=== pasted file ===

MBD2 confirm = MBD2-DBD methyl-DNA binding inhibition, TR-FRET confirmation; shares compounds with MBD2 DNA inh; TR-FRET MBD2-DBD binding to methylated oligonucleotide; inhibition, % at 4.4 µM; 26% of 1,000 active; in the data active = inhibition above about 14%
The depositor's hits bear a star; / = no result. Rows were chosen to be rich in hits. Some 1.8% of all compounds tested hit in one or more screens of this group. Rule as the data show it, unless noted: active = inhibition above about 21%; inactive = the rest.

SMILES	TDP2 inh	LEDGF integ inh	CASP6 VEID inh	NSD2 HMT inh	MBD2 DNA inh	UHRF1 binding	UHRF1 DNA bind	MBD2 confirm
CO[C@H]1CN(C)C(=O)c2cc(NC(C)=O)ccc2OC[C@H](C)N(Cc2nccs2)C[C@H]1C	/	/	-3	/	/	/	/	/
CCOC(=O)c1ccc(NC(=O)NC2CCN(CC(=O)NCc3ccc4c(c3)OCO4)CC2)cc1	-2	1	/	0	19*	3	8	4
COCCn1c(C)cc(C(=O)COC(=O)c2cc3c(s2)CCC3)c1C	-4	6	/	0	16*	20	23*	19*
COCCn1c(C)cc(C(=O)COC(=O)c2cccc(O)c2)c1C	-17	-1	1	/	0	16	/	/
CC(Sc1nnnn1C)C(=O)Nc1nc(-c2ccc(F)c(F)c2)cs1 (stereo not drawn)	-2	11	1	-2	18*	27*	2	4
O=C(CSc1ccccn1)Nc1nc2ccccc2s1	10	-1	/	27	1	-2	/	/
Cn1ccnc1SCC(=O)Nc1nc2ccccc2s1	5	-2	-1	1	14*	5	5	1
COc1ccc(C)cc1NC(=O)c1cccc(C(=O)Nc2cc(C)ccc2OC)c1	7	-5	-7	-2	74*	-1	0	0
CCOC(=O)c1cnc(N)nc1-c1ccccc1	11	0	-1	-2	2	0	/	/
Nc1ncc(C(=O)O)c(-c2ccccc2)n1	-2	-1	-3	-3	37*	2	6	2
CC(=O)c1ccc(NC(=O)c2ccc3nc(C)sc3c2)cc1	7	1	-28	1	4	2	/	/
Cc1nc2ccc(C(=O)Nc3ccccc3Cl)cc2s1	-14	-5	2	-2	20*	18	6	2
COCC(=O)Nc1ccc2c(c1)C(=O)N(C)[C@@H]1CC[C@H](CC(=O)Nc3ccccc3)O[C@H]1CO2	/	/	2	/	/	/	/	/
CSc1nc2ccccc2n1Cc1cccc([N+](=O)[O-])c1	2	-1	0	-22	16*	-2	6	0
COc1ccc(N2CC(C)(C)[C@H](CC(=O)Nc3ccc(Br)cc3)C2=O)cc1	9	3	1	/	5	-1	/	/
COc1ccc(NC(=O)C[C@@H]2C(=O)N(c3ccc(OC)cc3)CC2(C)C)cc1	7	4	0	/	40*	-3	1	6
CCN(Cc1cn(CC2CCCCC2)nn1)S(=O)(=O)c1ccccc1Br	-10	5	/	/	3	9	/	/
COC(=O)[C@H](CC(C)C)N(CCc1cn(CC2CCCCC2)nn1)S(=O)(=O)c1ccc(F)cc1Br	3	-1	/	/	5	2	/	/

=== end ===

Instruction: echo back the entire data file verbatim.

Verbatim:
MBD2 confirm = MBD2-DBD methyl-DNA binding inhibition, TR-FRET confirmation; shares compounds with MBD2 DNA inh; TR-FRET MBD2-DBD binding to methylated oligonucleotide; inhibition, % at 4.4 µM; 26% of 1,000 active; in the data active = inhibition above about 14%
The depositor's hits bear a star; / = no result. Rows were chosen to be rich in hits. Some 1.8% of all compounds tested hit in one or more screens of this group. Rule as the data show it, unless noted: active = inhibition above about 21%; inactive = the rest.

SMILES	TDP2 inh	LEDGF integ inh	CASP6 VEID inh	NSD2 HMT inh	MBD2 DNA inh	UHRF1 binding	UHRF1 DNA bind	MBD2 confirm
CO[C@H]1CN(C)C(=O)c2cc(NC(C)=O)ccc2OC[C@H](C)N(Cc2nccs2)C[C@H]1C	/	/	-3	/	/	/	/	/
CCOC(=O)c1ccc(NC(=O)NC2CCN(CC(=O)NCc3ccc4c(c3)OCO4)CC2)cc1	-2	1	/	0	19*	3	8	4
COCCn1c(C)cc(C(=O)COC(=O)c2cc3c(s2)CCC3)c1C	-4	6	/	0	16*	20	23*	19*
COCCn1c(C)cc(C(=O)COC(=O)c2cccc(O)c2)c1C	-17	-1	1	/	0	16	/	/
CC(Sc1nnnn1C)C(=O)Nc1nc(-c2ccc(F)c(F)c2)cs1 (stereo not drawn)	-2	11	1	-2	18*	27*	2	4
O=C(CSc1ccccn1)Nc1nc2ccccc2s1	10	-1	/	27	1	-2	/	/
Cn1ccnc1SCC(=O)Nc1nc2ccccc2s1	5	-2	-1	1	14*	5	5	1
COc1ccc(C)cc1NC(=O)c1cccc(C(=O)Nc2cc(C)ccc2OC)c1	7	-5	-7	-2	74*	-1	0	0
CCOC(=O)c1cnc(N)nc1-c1ccccc1	11	0	-1	-2	2	0	/	/
Nc1ncc(C(=O)O)c(-c2ccccc2)n1	-2	-1	-3	-3	37*	2	6	2
CC(=O)c1ccc(NC(=O)c2ccc3nc(C)sc3c2)cc1	7	1	-28	1	4	2	/	/
Cc1nc2ccc(C(=O)Nc3ccccc3Cl)cc2s1	-14	-5	2	-2	20*	18	6	2
COCC(=O)Nc1ccc2c(c1)C(=O)N(C)[C@@H]1CC[C@H](CC(=O)Nc3ccccc3)O[C@H]1CO2	/	/	2	/	/	/	/	/
CSc1nc2ccccc2n1Cc1cccc([N+](=O)[O-])c1	2	-1	0	-22	16*	-2	6	0
COc1ccc(N2CC(C)(C)[C@H](CC(=O)Nc3ccc(Br)cc3)C2=O)cc1	9	3	1	/	5	-1	/	/
COc1ccc(NC(=O)C[C@@H]2C(=O)N(c3ccc(OC)cc3)CC2(C)C)cc1	7	4	0	/	40*	-3	1	6
CCN(Cc1cn(CC2CCCCC2)nn1)S(=O)(=O)c1ccccc1Br	-10	5	/	/	3	9	/	/
COC(=O)[C@H](CC(C)C)N(CCc1cn(CC2CCCCC2)nn1)S(=O)(=O)c1ccc(F)cc1Br	3	-1	/	/	5	2	/	/